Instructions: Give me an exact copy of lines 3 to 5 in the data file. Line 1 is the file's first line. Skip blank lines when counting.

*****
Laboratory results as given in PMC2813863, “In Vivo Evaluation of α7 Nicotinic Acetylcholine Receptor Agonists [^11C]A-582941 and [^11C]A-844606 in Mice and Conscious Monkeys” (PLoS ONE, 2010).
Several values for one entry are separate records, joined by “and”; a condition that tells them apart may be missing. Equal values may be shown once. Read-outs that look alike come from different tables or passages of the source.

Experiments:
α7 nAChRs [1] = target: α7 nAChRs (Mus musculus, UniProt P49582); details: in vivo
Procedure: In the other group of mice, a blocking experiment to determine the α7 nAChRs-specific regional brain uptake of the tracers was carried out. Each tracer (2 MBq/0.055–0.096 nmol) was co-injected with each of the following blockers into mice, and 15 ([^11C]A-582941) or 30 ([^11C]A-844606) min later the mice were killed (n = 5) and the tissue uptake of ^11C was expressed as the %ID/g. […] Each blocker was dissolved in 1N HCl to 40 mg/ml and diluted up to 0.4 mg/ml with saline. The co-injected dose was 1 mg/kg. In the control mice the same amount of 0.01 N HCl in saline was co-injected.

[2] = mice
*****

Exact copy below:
Experiments:
α7 nAChRs [1] = target: α7 nAChRs (Mus musculus, UniProt P49582); details: in vivo
Procedure: In the other group of mice, a blocking experiment to determine the α7 nAChRs-specific regional brain uptake of the tracers was carried out. Each tracer (2 MBq/0.055–0.096 nmol) was co-injected with each of the following blockers into mice, and 15 ([^11C]A-582941) or 30 ([^11C]A-844606) min later the mice were killed (n = 5) and the tissue uptake of ^11C was expressed as the %ID/g. […] Each blocker was dissolved in 1N HCl to 40 mg/ml and diluted up to 0.4 mg/ml with saline. The co-injected dose was 1 mg/kg. In the control mice the same amount of 0.01 N HCl in saline was co-injected.